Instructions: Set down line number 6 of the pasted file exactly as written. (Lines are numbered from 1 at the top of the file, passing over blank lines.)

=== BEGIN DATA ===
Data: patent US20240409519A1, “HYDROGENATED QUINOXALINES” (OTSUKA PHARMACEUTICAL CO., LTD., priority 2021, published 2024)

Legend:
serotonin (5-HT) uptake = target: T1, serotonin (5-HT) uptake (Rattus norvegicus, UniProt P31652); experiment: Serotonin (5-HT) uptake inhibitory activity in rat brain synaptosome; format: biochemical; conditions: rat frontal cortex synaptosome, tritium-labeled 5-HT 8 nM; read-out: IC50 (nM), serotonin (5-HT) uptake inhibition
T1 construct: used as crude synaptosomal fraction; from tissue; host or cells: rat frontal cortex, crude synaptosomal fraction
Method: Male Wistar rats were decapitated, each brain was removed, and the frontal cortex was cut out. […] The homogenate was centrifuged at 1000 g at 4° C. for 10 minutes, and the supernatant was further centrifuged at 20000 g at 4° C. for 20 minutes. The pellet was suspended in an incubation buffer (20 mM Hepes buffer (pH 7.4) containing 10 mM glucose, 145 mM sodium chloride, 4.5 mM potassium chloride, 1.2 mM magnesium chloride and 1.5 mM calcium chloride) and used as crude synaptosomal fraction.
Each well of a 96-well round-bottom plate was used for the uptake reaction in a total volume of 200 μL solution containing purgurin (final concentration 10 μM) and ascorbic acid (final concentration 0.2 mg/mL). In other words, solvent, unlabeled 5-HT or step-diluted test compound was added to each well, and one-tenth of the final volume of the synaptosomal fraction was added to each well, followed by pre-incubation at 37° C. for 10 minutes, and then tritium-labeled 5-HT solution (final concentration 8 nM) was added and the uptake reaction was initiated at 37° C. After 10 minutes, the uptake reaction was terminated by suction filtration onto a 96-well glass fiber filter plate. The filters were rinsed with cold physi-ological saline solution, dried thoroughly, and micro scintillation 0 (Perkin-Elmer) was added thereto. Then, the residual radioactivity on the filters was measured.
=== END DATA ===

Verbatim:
Each well of a 96-well round-bottom plate was used for the uptake reaction in a total volume of 200 μL solution containing purgurin (final concentration 10 μM) and ascorbic acid (final concentration 0.2 mg/mL). In other words, solvent, unlabeled 5-HT or step-diluted test compound was added to each well, and one-tenth of the final volume of the synaptosomal fraction was added to each well, followed by pre-incubation at 37° C. for 10 minutes, and then tritium-labeled 5-HT solution (final concentration 8 nM) was added and the uptake reaction was initiated at 37° C. After 10 minutes, the uptake reaction was terminated by suction filtration onto a 96-well glass fiber filter plate. The filters were rinsed with cold physi-ological saline solution, dried thoroughly, and micro scintillation 0 (Perkin-Elmer) was added thereto. Then, the residual radioactivity on the filters was measured.